On November 17, 2020, the Minister of Innovation, Science and Industry, Navdeep Bains, tabled proposed legislation in Parliament that aims to overhaul Canada’s data privacy law. Bill C-11, entitled An Act to enact the Consumer Privacy Protection Act and the Personal Information and Data Protection Tribunal Act and to make consequential and related amendments to other Act, will create new data privacy obligations and new enforcement mechanisms for these obligations if it becomes law.… Continue Reading
As the second wave of COVID-19 spreads across Canada, the use of COVID-19 tracing apps is on the rise. For example, the Government of Canada released COVID Alert–an app using Bluetooth technology to help people report positive diagnoses, and control the spread of the virus. The success of the app depends on a high quantity of users, but concerns over privacy and the use of artificial intelligence (AI) in analyzing the data may hinder that objective.
COVID tracing apps
Starting on November 1, organizations across Canada subject to the Personal Information Protection and Electronic Documents Act (PIPEDA) will be required to provide notice of certain privacy breaches.
The breach reporting requirements relate to a “breach of security safeguards,” which is defined in PIPEDA as: the loss of, unauthorized access to or unauthorized disclosure of personal information resulting from a breach of an organization’s security safeguards, or from a failure to establish those safeguards.
If it is reasonable to believe the breach of security safeguards creates a real risk of significant harm to the individual:
- Organizations will be required to
On September 2, 2017, the Government of Canada published proposed new data breach regulations in the Canada Gazette.
These regulations set out specifics regarding the mandatory data breach reporting requirements under the Personal Information Protection and Electronic Documents Act.
The PIPEDA Amendments were passed in June, 2015 but are not yet in force.
The Regulations set out the proposed requirements for the reporting of data breaches of security safeguards (each, a Breach). Under the PIPEDA Amendments, a report to the Privacy Commissioner of Canada is required if it is reasonable in the circumstances to believe that the … Continue Reading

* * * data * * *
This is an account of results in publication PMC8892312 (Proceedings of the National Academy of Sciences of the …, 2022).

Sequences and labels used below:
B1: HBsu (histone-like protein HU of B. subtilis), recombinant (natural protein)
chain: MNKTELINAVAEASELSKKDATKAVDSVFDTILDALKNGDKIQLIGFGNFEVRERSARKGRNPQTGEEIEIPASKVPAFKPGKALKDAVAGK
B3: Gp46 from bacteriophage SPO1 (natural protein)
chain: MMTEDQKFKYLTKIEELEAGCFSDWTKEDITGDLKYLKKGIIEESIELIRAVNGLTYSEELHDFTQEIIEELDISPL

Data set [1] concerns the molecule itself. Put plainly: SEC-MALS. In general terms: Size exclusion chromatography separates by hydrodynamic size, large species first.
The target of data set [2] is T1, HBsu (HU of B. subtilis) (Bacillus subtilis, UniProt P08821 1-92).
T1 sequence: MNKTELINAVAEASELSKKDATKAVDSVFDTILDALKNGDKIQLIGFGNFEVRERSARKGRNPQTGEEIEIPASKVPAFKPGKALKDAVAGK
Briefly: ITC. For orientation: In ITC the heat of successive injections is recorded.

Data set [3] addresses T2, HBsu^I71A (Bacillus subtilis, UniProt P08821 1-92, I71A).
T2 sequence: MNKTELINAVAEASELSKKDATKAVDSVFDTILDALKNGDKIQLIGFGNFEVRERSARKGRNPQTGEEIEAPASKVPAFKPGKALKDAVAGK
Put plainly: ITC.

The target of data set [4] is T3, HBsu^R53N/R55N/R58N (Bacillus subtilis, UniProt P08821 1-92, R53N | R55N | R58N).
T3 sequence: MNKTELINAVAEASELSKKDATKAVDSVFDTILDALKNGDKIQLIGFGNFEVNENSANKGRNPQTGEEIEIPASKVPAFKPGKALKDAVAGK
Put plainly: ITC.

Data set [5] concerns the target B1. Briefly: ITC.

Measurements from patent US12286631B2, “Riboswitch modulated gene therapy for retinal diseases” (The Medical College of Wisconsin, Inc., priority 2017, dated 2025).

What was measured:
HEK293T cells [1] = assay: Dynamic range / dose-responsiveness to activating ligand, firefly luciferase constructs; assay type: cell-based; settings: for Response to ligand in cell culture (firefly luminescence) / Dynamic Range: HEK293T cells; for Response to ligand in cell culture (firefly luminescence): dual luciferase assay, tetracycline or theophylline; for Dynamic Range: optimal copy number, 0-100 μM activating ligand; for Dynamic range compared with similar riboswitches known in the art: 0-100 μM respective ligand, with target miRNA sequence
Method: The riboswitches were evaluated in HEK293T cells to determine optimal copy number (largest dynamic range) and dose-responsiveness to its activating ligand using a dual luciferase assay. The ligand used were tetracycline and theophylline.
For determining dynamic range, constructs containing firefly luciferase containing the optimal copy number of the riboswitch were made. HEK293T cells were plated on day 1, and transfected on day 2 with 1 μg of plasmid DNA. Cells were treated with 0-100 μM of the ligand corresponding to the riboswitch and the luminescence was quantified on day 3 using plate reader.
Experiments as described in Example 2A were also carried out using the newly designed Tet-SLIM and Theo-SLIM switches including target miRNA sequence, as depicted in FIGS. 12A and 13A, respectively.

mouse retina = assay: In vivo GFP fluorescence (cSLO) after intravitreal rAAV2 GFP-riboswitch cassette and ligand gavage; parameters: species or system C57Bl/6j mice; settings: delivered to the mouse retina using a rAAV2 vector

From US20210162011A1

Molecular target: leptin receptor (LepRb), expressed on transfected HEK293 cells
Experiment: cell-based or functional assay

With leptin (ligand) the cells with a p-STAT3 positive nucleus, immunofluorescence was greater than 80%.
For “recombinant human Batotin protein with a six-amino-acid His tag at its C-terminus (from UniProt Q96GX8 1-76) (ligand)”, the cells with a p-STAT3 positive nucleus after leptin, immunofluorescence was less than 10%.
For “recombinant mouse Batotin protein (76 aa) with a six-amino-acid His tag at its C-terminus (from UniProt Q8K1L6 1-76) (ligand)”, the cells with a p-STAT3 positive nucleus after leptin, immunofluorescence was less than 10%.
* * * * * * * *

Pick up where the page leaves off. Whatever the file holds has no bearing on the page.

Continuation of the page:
The Canadian Parliament recently passed Bill S-201, the Genetic Non-Discrimination Act, which protects individuals from having to disclose information related to genetic testing and test results. Specifically, the Act prohibits any person from requiring an individual to undergo a genetic test or disclose the results of a genetic test as a condition of providing goods or services to, entering into or continuing a contract or agreement with, or offering specific conditions in a contract or agreement with, the individual. Contravention of the Act is punishable by significant fines and even potential imprisonment. There are express exceptions for health care … Continue Reading
Earlier this year, a Canadian trial court ruled that Canada’s Personal Information Protection and Electronic Documents Act (“PIPEDA”) has extra-territorial application and restricts the dissemination of personal information of Canadians, even where the information is already public, and even though it is made available from outside Canada.… Continue Reading
The October 19, 2016 judgment of the European Court of Justice in the matter brought by Patrick Breyer against the Federal Republic of Germany (the “EU Decision”) raises the issue of whether an IP address is personal information under the EU Directive 95/46/EC and provides an interesting comparison with the Canadian perspective.… Continue Reading
The Office of the Privacy Commissioner of Canada recently announced it will investigate the Royal Canadian Mounted Police (RCMP) over their refusal to admit whether or not they use the mobile phone surveillance device called “Stingray.”… Continue Reading
On September 25, 2015, Jennifer Stoddard will visit Norton Rose Fulbright in Montreal to discuss the proposed sweeping reforms to Quebec’s legislation governing access to information and protection of personal information in the public sector. These reforms include proactive publication of government information at all levels, including studies and statistics in health and education and statistics on members of professional orders. They also include proposals to publish anonymized personal information provided that re-identification risk is contained. The proposed reforms of the Quebec legislation align with calls for reform to federal legislation on the same topic. While Quebec is moving to … Continue Reading
On June 18, 2015, Canada’s Senate and House of Commons passed the Digital Privacy Act to amend the country’s federal Personal Information Protection and Electronic Documents Act (PIPEDA). Many of the amendments are scheduled to come into force on a date to be determined by the government. The revised requirements (highlighted below) will have a significant impact on the treatment of personal information by organizations that are subject to PIPEDA. These are organizations that either are federally regulated and fall under the legislative authority of the Parliament of Canada, or operate within a province that does not have in place … Continue Reading